Emphasizing the significance of the findings, Picard noted, "Understanding the mechanisms that allow 'old' gray hairs to return to their 'young' pigmented states could yield new clues about the malleability of human aging in general and how it is influenced by stress."

Further analysis of protein levels in the hair follicles provided insights into the potential mechanism linking stress to hair turning gray.

"Mitochondria are actually like little antennas inside the cell that respond to a number of different signals, including psychological stress," Picard explained to Columbia University's Irvine Medical Center. Changes in mitochondrial activity, influenced by stress, were implicated in the loss and potential restoration of hair pigmentation.

The association between mitochondria and stress-related changes in hair color differs from findings in the study involving mice. In that study, researchers discovered that stress-induced graying resulted from an irreversible loss of stem cells within the hair.

"Our data show that graying is reversible in people, which implicates a different mechanism," said Dr. Ralf Paus, professor of dermatology at the University of Miami Miller School of Medicine and a contributor to the Columbia University study. "Mice have very different hair follicle biology, and this may be an instance where findings in mice don't translate well to people."

While the Columbia University study offered intriguing insights into the relationship between stress and hair pigmentation, it's important to recognize that the process is not fully understood and may not apply to everyone. Factors such as genetics, age and overall health may influence the likelihood of hair re-pigmentation in response to stress reduction.

The study noted the evidence of a potential "threshold-based mechanism" for short-lived graying — if hairs are about to go gray due to the aging process and genetics, a personal upheaval may be the stress that triggers the sudden change. And when the traumatic situation comes to an end or is eliminated, if a hair remains above that threshold, it could revert back to its original hue.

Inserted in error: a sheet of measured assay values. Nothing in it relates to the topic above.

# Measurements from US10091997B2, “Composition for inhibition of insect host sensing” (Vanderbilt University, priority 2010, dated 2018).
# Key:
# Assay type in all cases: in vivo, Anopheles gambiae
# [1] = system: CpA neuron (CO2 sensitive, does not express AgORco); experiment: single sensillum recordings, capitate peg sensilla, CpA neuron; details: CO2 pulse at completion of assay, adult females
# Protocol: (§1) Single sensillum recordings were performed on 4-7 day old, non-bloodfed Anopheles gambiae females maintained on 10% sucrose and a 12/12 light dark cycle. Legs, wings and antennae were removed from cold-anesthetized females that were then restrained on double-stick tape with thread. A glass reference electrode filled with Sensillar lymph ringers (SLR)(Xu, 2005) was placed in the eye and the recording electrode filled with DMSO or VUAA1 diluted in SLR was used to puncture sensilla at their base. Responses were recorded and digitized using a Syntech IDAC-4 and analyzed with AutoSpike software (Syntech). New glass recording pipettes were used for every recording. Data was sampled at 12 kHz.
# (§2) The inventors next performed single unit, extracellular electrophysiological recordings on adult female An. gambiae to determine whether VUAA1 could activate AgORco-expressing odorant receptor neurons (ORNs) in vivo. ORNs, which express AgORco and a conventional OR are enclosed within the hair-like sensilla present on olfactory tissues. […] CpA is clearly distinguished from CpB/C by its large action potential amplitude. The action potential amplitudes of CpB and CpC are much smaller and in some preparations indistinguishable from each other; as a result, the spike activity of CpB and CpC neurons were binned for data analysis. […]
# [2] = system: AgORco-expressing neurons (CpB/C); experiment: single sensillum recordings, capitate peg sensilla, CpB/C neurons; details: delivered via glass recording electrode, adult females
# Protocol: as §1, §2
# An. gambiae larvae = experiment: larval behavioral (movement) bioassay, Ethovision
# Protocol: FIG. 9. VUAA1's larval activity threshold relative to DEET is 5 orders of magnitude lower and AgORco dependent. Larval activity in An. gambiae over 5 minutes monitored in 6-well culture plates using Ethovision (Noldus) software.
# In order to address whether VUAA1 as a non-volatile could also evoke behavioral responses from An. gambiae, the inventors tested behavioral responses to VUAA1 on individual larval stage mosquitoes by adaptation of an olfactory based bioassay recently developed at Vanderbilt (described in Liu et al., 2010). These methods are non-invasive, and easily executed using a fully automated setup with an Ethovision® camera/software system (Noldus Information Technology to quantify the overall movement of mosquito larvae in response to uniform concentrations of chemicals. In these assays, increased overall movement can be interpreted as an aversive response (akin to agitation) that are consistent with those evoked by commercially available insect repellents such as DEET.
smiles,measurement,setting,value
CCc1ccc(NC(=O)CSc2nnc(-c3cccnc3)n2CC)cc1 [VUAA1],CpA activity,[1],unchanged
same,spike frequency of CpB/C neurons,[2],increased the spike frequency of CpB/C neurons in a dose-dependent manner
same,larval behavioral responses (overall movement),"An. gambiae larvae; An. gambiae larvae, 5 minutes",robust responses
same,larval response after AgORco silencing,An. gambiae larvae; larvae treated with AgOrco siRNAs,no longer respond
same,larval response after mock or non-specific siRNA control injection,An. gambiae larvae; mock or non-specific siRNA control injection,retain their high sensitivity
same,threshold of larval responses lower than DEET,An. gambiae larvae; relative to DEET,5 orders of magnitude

"Based on our mathematical modeling, we think hair needs to reach a threshold before it turns gray," Picard said. "In middle age, when the hair is near that threshold because of biological age and other factors, stress will push it over the threshold and it transitions to gray.

"But we don't think that reducing stress in a 70-year-old who's been gray for years will darken their hair or increasing stress in a 10-year-old will be enough to tip their hair over the gray threshold."

So, while stress reduction may have some benefits for maintaining natural hair color, it isn't a guarantee for reversing gray hair for everyone. Further research is needed to make clearer the mechanisms involved and determine the factors that influence hair pigmentation changes.

Snopes has previously discussed follicular facts about hair, including hair growing after death and shaving your head to make hair grow back thicker.


"Can Premature Graying Be Reversed? Causes & Treatment Chart." MedicineNet, Accessed 28 Mar. 2024.

"How Stress Causes Gray Hair." National Institutes of Health (NIH), 3 Feb. 2020,

Instagram. Accessed 29 Mar. 2024.

"It's True: Stress Does Turn Hair Gray (And It's Reversible)." Columbia University Irving Medical Center, 22 June 2021,

Lallen. "6 Characters Whose Hair Suddenly Turned White!" Horror Land - The Horror Entertainment Website, 10 May 2019,

"Mitochondrial Psychobiology Lab - Members." MITOLAB, Accessed 29 Mar. 2024.

Nishimura, Emi K. "Melanocyte Stem Cells: A Melanocyte Reservoir in Hair Follicles for Hair and Skin Pigmentation." Pigment Cell & Melanoma Research, vol. 24, no. 3, June 2011, pp. 401–10. PubMed,

Rogue - All Scenes Powers | X-Men Movies Universe., Accessed 28 Mar. 2024.

Rosenberg, Ayelet M., et al. "Quantitative Mapping of Human Hair Greying and Reversal in Relation to Life Stress." eLife, edited by Matt Kaeberlein et al., vol. 10, June 2021, p. e67437. eLife,

Nikki Dobrin is based in Los Angeles and has previously worked at The Walt Disney Company, as well as written and edited for People, USA Today and The Hill.

Article Tags